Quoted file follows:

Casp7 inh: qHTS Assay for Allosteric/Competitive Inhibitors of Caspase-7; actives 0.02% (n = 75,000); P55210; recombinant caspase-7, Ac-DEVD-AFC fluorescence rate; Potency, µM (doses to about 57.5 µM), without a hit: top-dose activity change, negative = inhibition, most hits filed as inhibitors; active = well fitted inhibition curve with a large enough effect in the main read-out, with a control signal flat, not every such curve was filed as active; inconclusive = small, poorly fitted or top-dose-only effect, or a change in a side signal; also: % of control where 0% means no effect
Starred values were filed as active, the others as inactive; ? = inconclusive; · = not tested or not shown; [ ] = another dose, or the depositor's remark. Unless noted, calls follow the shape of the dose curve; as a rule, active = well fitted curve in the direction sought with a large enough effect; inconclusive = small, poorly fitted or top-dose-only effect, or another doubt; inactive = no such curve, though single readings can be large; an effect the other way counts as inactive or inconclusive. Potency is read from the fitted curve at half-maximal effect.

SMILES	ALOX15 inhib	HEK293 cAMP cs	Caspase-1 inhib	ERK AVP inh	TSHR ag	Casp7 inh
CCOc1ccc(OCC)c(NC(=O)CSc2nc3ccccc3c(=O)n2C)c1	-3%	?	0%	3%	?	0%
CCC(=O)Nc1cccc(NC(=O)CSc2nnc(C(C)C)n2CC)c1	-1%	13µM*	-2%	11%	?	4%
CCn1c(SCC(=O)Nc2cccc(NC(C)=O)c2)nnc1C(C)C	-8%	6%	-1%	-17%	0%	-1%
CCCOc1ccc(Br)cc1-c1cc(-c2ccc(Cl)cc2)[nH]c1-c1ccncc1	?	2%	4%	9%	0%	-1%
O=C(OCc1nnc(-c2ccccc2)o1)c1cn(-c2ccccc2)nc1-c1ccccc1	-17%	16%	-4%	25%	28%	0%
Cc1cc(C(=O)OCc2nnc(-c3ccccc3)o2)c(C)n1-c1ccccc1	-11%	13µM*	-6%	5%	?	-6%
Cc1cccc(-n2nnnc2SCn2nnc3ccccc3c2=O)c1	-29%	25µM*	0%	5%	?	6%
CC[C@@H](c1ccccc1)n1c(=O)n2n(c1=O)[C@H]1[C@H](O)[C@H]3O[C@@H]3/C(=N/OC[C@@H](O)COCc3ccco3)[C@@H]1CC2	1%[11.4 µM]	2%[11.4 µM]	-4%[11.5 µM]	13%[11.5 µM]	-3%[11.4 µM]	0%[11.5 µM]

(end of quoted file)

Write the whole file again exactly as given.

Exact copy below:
Casp7 inh: qHTS Assay for Allosteric/Competitive Inhibitors of Caspase-7; actives 0.02% (n = 75,000); P55210; recombinant caspase-7, Ac-DEVD-AFC fluorescence rate; Potency, µM (doses to about 57.5 µM), without a hit: top-dose activity change, negative = inhibition, most hits filed as inhibitors; active = well fitted inhibition curve with a large enough effect in the main read-out, with a control signal flat, not every such curve was filed as active; inconclusive = small, poorly fitted or top-dose-only effect, or a change in a side signal; also: % of control where 0% means no effect
Starred values were filed as active, the others as inactive; ? = inconclusive; · = not tested or not shown; [ ] = another dose, or the depositor's remark. Unless noted, calls follow the shape of the dose curve; as a rule, active = well fitted curve in the direction sought with a large enough effect; inconclusive = small, poorly fitted or top-dose-only effect, or another doubt; inactive = no such curve, though single readings can be large; an effect the other way counts as inactive or inconclusive. Potency is read from the fitted curve at half-maximal effect.

SMILES	ALOX15 inhib	HEK293 cAMP cs	Caspase-1 inhib	ERK AVP inh	TSHR ag	Casp7 inh
CCOc1ccc(OCC)c(NC(=O)CSc2nc3ccccc3c(=O)n2C)c1	-3%	?	0%	3%	?	0%
CCC(=O)Nc1cccc(NC(=O)CSc2nnc(C(C)C)n2CC)c1	-1%	13µM*	-2%	11%	?	4%
CCn1c(SCC(=O)Nc2cccc(NC(C)=O)c2)nnc1C(C)C	-8%	6%	-1%	-17%	0%	-1%
CCCOc1ccc(Br)cc1-c1cc(-c2ccc(Cl)cc2)[nH]c1-c1ccncc1	?	2%	4%	9%	0%	-1%
O=C(OCc1nnc(-c2ccccc2)o1)c1cn(-c2ccccc2)nc1-c1ccccc1	-17%	16%	-4%	25%	28%	0%
Cc1cc(C(=O)OCc2nnc(-c3ccccc3)o2)c(C)n1-c1ccccc1	-11%	13µM*	-6%	5%	?	-6%
Cc1cccc(-n2nnnc2SCn2nnc3ccccc3c2=O)c1	-29%	25µM*	0%	5%	?	6%
CC[C@@H](c1ccccc1)n1c(=O)n2n(c1=O)[C@H]1[C@H](O)[C@H]3O[C@@H]3/C(=N/OC[C@@H](O)COCc3ccco3)[C@@H]1CC2	1%[11.4 µM]	2%[11.4 µM]	-4%[11.5 µM]	13%[11.5 µM]	-3%[11.4 µM]	0%[11.5 µM]